Should read, " . . . and power was given it to make war forty-two months . . . ."

Revelation 14:1
Should read, "having His name and the name of His Father written on their foreheads . . . ."

Revelation 15:3
"nations" instead of "saints."

Revelation 17:8
Should read, " . . . when they behold the beast that was, and is not, and shall be present . . . ."

Revelation 18:17
Should read, " . . . everyone who sails to any place . . . " instead of "and all the company in ships."

Revelation 18:20
Should read, " . . . ye holy saints and apostles and prophets."

Revelation 19:12
Should read, " . . . and on his head were many crowns, having names written, and a name written that no man knew . . . ."

Revelation 19:17
Should read, " . . . gather yourselves together unto the great supper of The Most High . . . ", not "supper of the great The Most High."

Revelation 21:24
Should read, "And the nations shall walk by means of its light."

Revelation 22:19
Should read, "tree of life" instead of "book of life."

Revelation 22:21
Should close with "The grace of YAHuah Yahusha The Messiah be with all of the saints. Amen."

The King James Version is a word-for-word translation. Other translations, such as the New International Version (NIV), are meaning-for-meaning translations.

... In spite of its imperfections, the King James Version remains a masterpiece. . . .


Marriage Hebrew Style

On October 4, 2011, in Bible Lessons, by Milton Carnes

Lost In Translation: Rediscovering the Hebrew Roots of our Faith by John Klein and Adam Spears. The following is excerpts from this thread on Prophecy News Watch

The Blood Covenant is about entering into a relationship of servitude, wherein we must learn obedience.

Next is the salt covenant, that explains the perpetual covenant of friendship which cannot be broken. Then comes the sandal covenant, also called the covenant of inheritance, and they explain the ancient Hebrew custom of using sandals to define boundaries. This equivalized in human parenting where if a parent does a good job of training a child in obedience (blood covenant), the child will become a friend (salt covenant). a son or daughter who matures and becomes a responsible adult eventually qualifies for an inheritance (sandal covenant).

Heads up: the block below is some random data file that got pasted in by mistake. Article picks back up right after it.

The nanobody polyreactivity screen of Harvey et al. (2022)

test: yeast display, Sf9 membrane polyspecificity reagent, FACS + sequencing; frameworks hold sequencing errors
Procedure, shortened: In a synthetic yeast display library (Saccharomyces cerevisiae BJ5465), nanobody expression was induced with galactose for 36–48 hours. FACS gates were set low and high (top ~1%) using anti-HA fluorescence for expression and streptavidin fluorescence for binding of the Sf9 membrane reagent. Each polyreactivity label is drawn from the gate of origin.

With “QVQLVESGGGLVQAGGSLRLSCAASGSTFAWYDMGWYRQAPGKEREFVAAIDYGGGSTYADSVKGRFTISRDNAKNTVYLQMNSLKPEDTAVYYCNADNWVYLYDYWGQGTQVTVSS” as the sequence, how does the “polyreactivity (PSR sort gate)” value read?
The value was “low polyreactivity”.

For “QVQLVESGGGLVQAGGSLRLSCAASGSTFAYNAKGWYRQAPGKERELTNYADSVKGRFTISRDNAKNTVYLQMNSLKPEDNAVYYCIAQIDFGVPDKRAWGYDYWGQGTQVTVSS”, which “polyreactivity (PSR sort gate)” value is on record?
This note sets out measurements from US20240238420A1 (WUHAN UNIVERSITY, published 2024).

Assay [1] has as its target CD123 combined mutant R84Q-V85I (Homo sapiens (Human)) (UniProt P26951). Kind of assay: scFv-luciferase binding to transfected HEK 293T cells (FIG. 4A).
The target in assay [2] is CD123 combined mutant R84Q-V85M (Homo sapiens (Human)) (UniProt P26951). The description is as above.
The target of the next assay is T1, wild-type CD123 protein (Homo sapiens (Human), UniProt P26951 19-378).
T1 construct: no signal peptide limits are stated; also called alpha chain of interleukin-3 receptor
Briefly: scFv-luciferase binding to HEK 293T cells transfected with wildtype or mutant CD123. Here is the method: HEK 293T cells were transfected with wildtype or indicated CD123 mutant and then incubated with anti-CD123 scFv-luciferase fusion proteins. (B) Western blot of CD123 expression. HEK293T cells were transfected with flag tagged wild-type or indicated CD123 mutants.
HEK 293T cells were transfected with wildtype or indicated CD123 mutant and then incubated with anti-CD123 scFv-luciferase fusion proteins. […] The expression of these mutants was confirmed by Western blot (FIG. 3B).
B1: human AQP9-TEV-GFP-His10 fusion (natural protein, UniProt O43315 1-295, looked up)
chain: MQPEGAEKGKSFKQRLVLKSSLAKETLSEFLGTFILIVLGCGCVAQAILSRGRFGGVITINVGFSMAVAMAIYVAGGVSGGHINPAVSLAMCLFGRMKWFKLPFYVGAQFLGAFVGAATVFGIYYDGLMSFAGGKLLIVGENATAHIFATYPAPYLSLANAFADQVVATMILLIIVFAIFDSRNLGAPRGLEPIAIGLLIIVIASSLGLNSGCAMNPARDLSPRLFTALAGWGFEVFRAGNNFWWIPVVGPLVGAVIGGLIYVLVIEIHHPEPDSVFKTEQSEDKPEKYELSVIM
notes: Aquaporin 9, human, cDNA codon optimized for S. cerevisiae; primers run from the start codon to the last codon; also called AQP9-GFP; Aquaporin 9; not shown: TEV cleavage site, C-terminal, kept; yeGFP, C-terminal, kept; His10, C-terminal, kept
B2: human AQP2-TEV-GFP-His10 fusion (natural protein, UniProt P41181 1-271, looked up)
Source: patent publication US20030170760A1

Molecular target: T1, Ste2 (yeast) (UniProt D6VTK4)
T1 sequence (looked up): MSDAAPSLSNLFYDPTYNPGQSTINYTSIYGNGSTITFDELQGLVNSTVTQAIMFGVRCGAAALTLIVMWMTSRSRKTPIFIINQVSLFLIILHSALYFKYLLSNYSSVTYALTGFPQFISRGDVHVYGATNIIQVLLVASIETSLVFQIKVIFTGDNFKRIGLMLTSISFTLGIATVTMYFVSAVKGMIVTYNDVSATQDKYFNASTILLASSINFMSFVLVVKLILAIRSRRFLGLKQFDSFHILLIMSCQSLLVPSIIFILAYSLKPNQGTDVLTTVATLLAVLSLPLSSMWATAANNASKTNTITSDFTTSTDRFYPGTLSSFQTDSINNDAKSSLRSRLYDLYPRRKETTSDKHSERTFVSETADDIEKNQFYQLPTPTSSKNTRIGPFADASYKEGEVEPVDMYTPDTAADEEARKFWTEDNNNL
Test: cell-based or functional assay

As with the covenants we make with YAH, progressing to the salt and sandal covenant is a major goal of parenting, but neither one is where effective parenting begins. If you start by being a child's friend instead of training him or her in obedience, you have the whole thing backwards. Likewise in our evolving covenants with YAH. The relationship offered by each of the preceding covenants makes the next covenant possible. And all of this leads into a major point: As we enter into each new or "renewed" covenant with YAH we do not leave behind the responsibilities - or the benefits - of the preceding one. All of this points to the final covenant, the one of betrothal. The most intimate relationship we can have with YAH.

All these covenants point to the progressive nature of our purification, relationship, and partnership with YAH. We do not acquire our salvation through any “works” connected with each covenant. Only Yahusha’s death on the stake and our acceptance of His forgiveness of sin by the shedding of his blood, provide for that. To illustrate this literally, recall the Last Supper in the upper room (John 13:4-14). Yahusha offered the inheritance of His heavenly kingdom to His disciples. By removing their sandals and washing their feet he was giving them a new inheritance, his own. He was establishing a relationship of purity without manmade barriers, at the same time fulfilling the promise in John 1:12-13: "To them He gave the power to become sons of YAH". Some of the disciples protested at first, but his response was very clear: “If I don’t do this you’ll have no part of me.”